Anybody know how? I can listen to one from npr link but see no way to download mp3 file to cell phone memory and listen later off line.
Install the NPR One app. Then you can save episodes for listening later.
One way would to be to buy Car Talk CDs, rip them to iTunes or some other app, and then synchronize the app with the app on your phone.
A brief search of the iTunes store shows you can buy every episode of Car Talk for $0.99 each, and several audio downloads of what was previously released on CDs. Once you’ve purchased the audio files in iTunes, you can create play lists and synchronize those play lists with an iPhone.
If you don’t have an iPhone, you might be able to get an iTunes app or Apple Music app for a non-iPhone, but if you can’t, a used iPhone 5s can be bought on eBay for a reasonable price. It doesn’t need to be activated with a phone company for you to use it on your local WiFi network and connect to your car’s radio via bluetooth.
Spotify Premium will let you download them.
Its hard 4 me 2 understand why i can download mp3 to my desktop computer and listen later no problem but to do that w cell phone need ap. Explanation?
The net is filled with lots of sites containing information for how to dowload podcasts to an android, iphone, or even an apple watch. Are you not able to find a site with instructions to explain how you can do it?
Since I don’t know what kind of phone you have, that is difficult to say, but my best guess is that the phone is run with proprietary software meant to monetize your habits and preferences. Your desktop computer also attempts to monetize your habits and preferences, but to a slightly lesser extent.
Android not connected to cell network using local wifi instead. I presume theres a way not needing ap but i find surfing web awkward using cell phone.
I never did figure this out, but due to the improved pandemic status I now have — albeit limited — internet access again. I have been listening to the same 10 Car Talk podcasts for the last 15 months … lol … I seriously was getting tired of listening to that newlywed caller with the classic MG in the garage taking up space. His wife demanded he either get it working or sell it so he called Ray and Tom for their advice. He couldn’t resolve this issue on his own I guess. Sort of like someone in front of you at Starbuck who can’t decide what kind of coffee they want. Most of the other Car Talk callers on these 10 podcasts I didn’t mind hearing their car problems over and over again, but the wishy-washy MG guy – omg!! Fortunately there’s a skip to the next show button on my mp3 player … lol …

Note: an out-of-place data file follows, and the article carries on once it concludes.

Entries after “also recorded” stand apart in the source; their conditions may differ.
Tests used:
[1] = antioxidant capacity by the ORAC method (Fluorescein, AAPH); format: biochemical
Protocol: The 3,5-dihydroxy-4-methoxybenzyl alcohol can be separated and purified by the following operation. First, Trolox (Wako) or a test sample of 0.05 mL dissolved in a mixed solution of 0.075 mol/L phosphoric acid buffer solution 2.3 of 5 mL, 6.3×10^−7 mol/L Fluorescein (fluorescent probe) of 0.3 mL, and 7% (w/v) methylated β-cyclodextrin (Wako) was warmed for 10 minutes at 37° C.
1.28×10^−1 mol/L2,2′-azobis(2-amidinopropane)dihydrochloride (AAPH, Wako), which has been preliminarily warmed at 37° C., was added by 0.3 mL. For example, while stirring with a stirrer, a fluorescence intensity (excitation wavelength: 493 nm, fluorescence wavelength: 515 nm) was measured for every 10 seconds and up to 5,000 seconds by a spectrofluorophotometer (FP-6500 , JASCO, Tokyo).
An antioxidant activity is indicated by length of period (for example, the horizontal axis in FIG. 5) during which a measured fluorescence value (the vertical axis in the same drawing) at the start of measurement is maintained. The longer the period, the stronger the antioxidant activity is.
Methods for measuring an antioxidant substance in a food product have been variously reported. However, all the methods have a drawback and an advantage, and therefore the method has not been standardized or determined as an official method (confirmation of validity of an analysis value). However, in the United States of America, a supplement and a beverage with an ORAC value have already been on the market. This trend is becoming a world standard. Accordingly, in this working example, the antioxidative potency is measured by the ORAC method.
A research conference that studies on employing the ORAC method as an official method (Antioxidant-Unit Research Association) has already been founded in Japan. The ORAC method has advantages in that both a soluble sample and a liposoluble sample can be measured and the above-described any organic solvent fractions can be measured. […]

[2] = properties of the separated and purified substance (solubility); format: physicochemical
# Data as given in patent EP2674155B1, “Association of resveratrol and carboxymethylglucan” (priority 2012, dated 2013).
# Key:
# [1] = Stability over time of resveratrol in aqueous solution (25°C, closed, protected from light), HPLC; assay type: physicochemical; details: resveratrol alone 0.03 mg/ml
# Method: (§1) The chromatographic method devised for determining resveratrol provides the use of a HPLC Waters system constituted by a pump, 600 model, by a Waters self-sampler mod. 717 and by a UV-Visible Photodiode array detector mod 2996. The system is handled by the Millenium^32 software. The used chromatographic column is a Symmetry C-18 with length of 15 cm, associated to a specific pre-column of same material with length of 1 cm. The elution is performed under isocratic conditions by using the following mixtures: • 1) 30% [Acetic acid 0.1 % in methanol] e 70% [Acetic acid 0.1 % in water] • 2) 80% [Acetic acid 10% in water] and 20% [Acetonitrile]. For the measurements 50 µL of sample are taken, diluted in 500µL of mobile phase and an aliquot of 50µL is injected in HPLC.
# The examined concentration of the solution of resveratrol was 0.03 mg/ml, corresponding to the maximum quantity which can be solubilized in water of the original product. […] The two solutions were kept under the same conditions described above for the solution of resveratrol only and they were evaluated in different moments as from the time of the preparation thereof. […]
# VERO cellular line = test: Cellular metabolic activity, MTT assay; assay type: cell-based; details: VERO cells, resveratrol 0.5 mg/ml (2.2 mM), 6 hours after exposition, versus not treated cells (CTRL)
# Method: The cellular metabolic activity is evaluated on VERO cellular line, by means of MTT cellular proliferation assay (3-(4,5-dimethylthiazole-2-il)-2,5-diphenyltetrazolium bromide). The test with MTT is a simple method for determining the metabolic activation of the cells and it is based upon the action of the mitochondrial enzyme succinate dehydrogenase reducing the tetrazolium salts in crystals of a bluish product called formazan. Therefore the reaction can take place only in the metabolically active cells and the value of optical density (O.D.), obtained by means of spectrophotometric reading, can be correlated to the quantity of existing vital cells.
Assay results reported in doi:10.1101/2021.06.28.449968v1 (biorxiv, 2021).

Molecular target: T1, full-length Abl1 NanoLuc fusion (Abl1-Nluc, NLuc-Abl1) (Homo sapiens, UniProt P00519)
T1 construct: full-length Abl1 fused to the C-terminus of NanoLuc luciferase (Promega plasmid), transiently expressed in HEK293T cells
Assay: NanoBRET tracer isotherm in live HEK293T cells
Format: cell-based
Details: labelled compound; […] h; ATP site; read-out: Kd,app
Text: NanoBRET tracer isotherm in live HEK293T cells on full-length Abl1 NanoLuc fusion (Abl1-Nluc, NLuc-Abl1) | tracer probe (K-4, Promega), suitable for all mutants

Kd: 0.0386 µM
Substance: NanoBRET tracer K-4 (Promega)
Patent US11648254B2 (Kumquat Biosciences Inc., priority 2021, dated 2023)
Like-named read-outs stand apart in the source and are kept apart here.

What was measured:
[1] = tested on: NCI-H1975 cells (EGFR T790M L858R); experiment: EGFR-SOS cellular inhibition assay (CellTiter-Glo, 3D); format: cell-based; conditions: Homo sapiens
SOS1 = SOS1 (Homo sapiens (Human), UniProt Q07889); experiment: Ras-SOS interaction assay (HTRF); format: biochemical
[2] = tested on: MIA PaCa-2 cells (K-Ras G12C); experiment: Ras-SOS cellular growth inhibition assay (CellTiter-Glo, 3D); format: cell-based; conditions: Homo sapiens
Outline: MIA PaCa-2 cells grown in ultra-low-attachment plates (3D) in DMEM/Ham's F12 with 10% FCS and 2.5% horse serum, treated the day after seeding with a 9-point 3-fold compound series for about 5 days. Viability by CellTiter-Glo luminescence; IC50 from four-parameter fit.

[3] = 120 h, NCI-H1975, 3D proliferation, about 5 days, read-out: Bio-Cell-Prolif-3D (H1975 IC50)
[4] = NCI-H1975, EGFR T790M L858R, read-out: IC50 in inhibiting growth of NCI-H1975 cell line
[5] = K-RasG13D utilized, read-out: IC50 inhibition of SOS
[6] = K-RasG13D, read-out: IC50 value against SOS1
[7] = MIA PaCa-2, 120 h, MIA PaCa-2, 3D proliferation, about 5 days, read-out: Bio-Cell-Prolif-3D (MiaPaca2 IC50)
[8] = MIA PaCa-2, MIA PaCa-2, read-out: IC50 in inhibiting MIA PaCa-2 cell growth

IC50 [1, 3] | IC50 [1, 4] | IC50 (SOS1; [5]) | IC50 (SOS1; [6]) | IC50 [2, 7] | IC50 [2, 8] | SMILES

In any event I’ve downloaded a bunch new shows directly to my mp3 player and am back in business Car Talk podcast-wise for now. Thanks to the Car Talk staff for keeping the Best of shows coming. The 10 podcasts I did have access to were actually quite beneficial to improving my pandemic experience.
Guys, this is simple. Here’s the website to download the MP3 podcasts: The Best of Car Talk : NPR
I took a look at the link glasspilot provided using my android phone. That link takes you to a page with links to several apps. If you click on the NPR One app, it gives you the option to stream the show. There is a small “download” button at the top of the screen that allows you to download the NPR One app. Once you install the app, you will see it has a “Listen Later” option that allows you to choose to either download the show or add it to a playlist for streaming.